A Hutchinson, Is Eating People Wrong? Great Legal Cases and How they Shaped the World
From the Cambridge University Press website:
Great cases are those judicial decisions around which the common law develops. This book explores eight exemplary cases from the United Kingdom, the United States, and Australia that show the law as a living, breathing, and down-the-street experience. It explores the social circumstances in which the cases arose and the ordinary people whose stories influenced and shaped the law as well as the characters and institutions (lawyers, judges, and courts) that did much of the heavy lifting. By examining the consequences and fallout of these decisions, the book depicts the common law as an experimental, dynamic, messy, productive, tantalizing, and bottom-up process, thereby revealing the diverse and uncoordinated attempts by the courts to adapt the law to changing conditions and shifting demands. Great cases are one way to glimpse the workings of the common law as an untidy, but stimulating exercise in human judgment and social accomplishment.
For more information on the book and to order, click HERE.
The second edition of Randal Graham’s Legal Ethics: Theories, Cases and Professional Regulation is now available.
From the Emond Montgomery Publications website:
With a basic overview of the nature of ethical reasoning, the second edition of Legal Ethics: Theories, Cases, and Professional Regulation presents a thorough and clear discussion on ethical philosophy and related challenges faced by the legal profession. Author Randal Graham analyzes legal decisions in the context of tort, contract, criminal, and administrative law and uses this discussion as a backdrop for examining rules of professional conduct. Students will gain detailed knowledge of the Canadian Bar Association Code of Professional Conduct and provincial codes of conduct, Ontario’s Law Society Act, as well as key issues related to confidentiality, conflicts of interest, character and integrity requirements, self-regulation, and general regulatory theory.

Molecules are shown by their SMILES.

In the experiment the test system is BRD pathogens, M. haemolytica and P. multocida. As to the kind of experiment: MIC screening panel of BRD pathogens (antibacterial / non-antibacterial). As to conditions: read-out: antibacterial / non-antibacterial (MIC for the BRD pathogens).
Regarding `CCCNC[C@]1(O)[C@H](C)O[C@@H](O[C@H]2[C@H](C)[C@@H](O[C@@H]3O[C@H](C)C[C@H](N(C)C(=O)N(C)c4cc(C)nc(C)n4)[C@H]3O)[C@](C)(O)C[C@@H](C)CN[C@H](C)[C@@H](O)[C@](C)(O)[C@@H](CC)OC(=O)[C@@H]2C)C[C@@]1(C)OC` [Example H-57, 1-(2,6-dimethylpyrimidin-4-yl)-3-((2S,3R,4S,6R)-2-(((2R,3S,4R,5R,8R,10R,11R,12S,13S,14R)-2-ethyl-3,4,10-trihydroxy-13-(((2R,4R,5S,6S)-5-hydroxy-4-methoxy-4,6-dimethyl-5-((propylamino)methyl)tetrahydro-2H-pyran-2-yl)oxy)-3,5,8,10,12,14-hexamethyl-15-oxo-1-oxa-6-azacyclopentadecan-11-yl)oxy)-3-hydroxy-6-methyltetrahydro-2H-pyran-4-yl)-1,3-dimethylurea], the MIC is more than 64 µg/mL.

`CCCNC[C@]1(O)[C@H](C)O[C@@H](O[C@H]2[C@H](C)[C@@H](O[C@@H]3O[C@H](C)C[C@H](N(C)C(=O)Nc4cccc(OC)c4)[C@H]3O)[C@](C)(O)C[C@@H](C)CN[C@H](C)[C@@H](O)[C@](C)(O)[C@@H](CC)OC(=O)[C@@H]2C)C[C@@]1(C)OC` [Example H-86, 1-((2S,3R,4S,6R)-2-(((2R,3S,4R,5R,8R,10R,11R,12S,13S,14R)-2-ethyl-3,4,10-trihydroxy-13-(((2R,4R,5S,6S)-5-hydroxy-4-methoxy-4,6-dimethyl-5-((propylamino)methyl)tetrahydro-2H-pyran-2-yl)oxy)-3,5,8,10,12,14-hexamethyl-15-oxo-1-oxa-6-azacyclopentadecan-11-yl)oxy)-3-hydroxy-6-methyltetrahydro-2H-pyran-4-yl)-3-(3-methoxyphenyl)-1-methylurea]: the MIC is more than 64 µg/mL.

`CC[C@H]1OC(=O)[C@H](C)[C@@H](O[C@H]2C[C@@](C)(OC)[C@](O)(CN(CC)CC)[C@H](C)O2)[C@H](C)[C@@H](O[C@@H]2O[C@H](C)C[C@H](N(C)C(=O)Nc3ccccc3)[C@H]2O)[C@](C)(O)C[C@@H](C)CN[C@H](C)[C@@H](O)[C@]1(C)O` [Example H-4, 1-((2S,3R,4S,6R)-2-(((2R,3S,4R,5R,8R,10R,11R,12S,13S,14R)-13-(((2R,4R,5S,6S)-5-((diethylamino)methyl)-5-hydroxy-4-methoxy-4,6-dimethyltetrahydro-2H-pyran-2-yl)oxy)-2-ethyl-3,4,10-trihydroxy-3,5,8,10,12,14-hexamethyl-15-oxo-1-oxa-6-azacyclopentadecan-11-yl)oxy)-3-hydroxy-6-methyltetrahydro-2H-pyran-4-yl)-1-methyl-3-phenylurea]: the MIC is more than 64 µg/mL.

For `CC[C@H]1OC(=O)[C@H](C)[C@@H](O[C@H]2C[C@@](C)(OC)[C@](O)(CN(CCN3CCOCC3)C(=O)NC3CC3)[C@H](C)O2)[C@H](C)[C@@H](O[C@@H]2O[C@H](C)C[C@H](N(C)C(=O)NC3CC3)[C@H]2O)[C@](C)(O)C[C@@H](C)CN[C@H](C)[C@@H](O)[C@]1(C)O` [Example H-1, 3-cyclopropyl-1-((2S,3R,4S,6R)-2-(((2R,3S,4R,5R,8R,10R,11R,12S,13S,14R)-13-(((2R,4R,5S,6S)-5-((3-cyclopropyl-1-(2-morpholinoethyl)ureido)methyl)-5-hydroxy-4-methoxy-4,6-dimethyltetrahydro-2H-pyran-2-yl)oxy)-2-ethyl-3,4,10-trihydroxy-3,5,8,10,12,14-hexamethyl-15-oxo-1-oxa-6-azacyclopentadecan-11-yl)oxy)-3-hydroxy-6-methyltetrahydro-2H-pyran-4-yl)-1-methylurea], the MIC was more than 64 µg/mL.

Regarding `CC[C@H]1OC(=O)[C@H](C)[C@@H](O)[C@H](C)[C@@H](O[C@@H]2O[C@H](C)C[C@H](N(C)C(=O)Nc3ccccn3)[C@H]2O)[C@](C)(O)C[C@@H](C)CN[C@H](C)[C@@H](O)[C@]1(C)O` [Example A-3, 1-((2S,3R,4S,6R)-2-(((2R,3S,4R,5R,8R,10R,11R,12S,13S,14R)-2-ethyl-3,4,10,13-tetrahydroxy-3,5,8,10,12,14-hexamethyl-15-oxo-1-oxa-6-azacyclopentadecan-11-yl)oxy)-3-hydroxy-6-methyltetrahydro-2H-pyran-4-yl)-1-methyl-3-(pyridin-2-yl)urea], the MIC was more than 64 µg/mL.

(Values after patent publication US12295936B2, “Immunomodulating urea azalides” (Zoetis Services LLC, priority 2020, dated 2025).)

For more information and to order a copy, click HERE.
Adam Dodek, “Lawyering at the Intersection of Public Law and Legal Ethics: Government Lawyers as Custodians of the Rule of Law” (2010) 33 (1) Dalhousie Law Journal.
Abstract: Government lawyers are significant actors in the Canadian legal profession, yet they are largely ignored by regulators and by academic scholarship. The dominant view of lawyering fails to adequately capture the unique role of government lawyers. Government lawyers are different from other lawyers by virtue of their role in creating and upholding the rule of law. Continue reading